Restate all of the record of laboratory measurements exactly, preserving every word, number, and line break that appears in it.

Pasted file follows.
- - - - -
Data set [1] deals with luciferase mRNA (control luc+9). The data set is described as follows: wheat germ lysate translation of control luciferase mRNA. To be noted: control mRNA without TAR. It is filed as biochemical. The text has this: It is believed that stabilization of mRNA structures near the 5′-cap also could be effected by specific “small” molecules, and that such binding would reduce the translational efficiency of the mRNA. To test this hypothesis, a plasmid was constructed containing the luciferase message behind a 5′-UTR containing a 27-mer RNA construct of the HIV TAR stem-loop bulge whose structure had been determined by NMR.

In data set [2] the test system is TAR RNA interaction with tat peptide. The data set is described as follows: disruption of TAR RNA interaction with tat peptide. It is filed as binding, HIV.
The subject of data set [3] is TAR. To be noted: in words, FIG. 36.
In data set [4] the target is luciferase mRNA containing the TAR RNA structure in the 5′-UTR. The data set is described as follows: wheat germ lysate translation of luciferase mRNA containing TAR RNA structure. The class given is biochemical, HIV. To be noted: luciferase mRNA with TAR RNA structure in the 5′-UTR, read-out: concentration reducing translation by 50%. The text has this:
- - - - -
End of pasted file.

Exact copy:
Data set [1] deals with luciferase mRNA (control luc+9). The data set is described as follows: wheat germ lysate translation of control luciferase mRNA. To be noted: control mRNA without TAR. It is filed as biochemical. The text has this: It is believed that stabilization of mRNA structures near the 5′-cap also could be effected by specific “small” molecules, and that such binding would reduce the translational efficiency of the mRNA. To test this hypothesis, a plasmid was constructed containing the luciferase message behind a 5′-UTR containing a 27-mer RNA construct of the HIV TAR stem-loop bulge whose structure had been determined by NMR.

In data set [2] the test system is TAR RNA interaction with tat peptide. The data set is described as follows: disruption of TAR RNA interaction with tat peptide. It is filed as binding, HIV.
The subject of data set [3] is TAR. To be noted: in words, FIG. 36.
In data set [4] the target is luciferase mRNA containing the TAR RNA structure in the 5′-UTR. The data set is described as follows: wheat germ lysate translation of luciferase mRNA containing TAR RNA structure. The class given is biochemical, HIV. To be noted: luciferase mRNA with TAR RNA structure in the 5′-UTR, read-out: concentration reducing translation by 50%. The text has this: